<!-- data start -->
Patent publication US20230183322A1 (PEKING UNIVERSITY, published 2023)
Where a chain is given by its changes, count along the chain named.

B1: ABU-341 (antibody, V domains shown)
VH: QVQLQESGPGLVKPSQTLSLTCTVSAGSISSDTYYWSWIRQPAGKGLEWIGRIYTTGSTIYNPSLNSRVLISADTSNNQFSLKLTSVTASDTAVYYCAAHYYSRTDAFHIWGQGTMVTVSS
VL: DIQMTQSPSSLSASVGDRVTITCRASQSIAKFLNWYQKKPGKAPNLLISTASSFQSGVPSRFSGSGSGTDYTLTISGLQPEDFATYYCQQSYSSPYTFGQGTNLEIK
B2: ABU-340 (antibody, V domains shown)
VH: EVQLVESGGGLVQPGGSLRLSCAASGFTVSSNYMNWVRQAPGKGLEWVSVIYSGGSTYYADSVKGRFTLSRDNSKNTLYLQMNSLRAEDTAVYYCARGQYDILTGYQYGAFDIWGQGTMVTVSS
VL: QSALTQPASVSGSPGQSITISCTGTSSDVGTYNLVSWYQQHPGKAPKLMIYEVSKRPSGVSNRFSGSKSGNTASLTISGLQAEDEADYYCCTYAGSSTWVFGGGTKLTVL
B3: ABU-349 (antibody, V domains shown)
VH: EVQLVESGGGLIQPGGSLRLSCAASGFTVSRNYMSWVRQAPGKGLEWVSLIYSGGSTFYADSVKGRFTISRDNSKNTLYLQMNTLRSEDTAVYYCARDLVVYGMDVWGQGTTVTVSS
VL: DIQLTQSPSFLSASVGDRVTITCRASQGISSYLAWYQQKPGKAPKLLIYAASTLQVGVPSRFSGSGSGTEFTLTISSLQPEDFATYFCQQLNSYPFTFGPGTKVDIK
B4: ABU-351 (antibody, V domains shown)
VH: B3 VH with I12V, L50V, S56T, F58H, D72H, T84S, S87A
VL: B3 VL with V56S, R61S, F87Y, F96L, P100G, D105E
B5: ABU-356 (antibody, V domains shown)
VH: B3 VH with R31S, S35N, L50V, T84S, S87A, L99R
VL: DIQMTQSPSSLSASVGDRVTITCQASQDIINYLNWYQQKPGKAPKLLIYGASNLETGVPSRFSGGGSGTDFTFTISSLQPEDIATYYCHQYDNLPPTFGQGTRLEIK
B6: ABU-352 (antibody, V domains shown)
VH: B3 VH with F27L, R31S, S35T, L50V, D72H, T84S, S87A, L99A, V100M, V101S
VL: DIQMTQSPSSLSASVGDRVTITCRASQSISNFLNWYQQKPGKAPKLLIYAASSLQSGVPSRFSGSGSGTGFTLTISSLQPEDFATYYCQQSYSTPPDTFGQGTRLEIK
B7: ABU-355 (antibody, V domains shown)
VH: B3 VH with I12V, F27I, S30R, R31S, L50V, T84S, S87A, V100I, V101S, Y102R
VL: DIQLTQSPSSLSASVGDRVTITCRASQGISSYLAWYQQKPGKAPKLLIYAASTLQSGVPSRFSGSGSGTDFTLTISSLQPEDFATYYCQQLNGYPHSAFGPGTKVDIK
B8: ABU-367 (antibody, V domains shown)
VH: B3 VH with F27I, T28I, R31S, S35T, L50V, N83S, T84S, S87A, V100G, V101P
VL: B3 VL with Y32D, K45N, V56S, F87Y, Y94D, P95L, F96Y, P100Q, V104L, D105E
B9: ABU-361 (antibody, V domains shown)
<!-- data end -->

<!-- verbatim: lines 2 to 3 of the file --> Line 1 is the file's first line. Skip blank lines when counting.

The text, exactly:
Where a chain is given by its changes, count along the chain named.

B1: ABU-341 (antibody, V domains shown)